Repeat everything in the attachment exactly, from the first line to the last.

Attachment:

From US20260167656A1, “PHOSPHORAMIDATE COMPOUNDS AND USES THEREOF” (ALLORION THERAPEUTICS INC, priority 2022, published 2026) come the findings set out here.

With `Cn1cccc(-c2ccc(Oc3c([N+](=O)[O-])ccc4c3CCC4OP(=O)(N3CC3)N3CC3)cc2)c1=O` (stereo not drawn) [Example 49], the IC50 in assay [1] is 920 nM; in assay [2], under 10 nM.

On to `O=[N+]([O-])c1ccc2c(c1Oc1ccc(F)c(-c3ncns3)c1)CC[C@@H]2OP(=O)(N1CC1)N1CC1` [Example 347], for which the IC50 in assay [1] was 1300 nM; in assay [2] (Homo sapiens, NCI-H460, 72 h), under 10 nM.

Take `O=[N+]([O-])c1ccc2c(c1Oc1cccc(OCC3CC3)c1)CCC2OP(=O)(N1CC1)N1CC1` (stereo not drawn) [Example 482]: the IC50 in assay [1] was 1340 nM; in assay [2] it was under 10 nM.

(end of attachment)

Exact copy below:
From US20260167656A1, “PHOSPHORAMIDATE COMPOUNDS AND USES THEREOF” (ALLORION THERAPEUTICS INC, priority 2022, published 2026) come the findings set out here.

With `Cn1cccc(-c2ccc(Oc3c([N+](=O)[O-])ccc4c3CCC4OP(=O)(N3CC3)N3CC3)cc2)c1=O` (stereo not drawn) [Example 49], the IC50 in assay [1] is 920 nM; in assay [2], under 10 nM.

On to `O=[N+]([O-])c1ccc2c(c1Oc1ccc(F)c(-c3ncns3)c1)CC[C@@H]2OP(=O)(N1CC1)N1CC1` [Example 347], for which the IC50 in assay [1] was 1300 nM; in assay [2] (Homo sapiens, NCI-H460, 72 h), under 10 nM.

Take `O=[N+]([O-])c1ccc2c(c1Oc1cccc(OCC3CC3)c1)CCC2OP(=O)(N1CC1)N1CC1` (stereo not drawn) [Example 482]: the IC50 in assay [1] was 1340 nM; in assay [2] it was under 10 nM.